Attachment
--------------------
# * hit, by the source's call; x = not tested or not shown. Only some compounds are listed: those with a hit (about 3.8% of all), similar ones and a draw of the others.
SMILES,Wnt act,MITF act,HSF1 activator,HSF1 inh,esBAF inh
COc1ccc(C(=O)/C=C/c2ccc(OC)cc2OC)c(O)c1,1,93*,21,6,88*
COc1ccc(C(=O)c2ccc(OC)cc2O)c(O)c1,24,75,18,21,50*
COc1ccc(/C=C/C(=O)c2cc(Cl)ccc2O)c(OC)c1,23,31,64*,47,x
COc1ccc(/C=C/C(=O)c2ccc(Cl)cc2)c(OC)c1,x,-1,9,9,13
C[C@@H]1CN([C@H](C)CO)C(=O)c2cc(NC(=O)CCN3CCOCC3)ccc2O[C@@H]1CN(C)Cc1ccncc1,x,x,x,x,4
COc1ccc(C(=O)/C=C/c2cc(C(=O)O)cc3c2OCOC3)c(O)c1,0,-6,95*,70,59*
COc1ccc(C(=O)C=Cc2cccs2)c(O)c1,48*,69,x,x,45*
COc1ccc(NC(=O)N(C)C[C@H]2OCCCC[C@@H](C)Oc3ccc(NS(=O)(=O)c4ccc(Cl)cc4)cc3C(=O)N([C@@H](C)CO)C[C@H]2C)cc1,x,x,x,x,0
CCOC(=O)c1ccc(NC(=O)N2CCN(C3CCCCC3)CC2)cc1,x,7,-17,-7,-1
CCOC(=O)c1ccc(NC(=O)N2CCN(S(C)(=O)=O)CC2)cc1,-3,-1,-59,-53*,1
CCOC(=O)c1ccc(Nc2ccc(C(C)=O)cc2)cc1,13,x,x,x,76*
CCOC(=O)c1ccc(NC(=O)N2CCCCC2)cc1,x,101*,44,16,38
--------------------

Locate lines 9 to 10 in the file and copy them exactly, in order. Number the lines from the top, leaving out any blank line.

COc1ccc(C(=O)C=Cc2cccs2)c(O)c1,48*,69,x,x,45*
COc1ccc(NC(=O)N(C)C[C@H]2OCCCC[C@@H](C)Oc3ccc(NS(=O)(=O)c4ccc(Cl)cc4)cc3C(=O)N([C@@H](C)CO)C[C@H]2C)cc1,x,x,x,x,0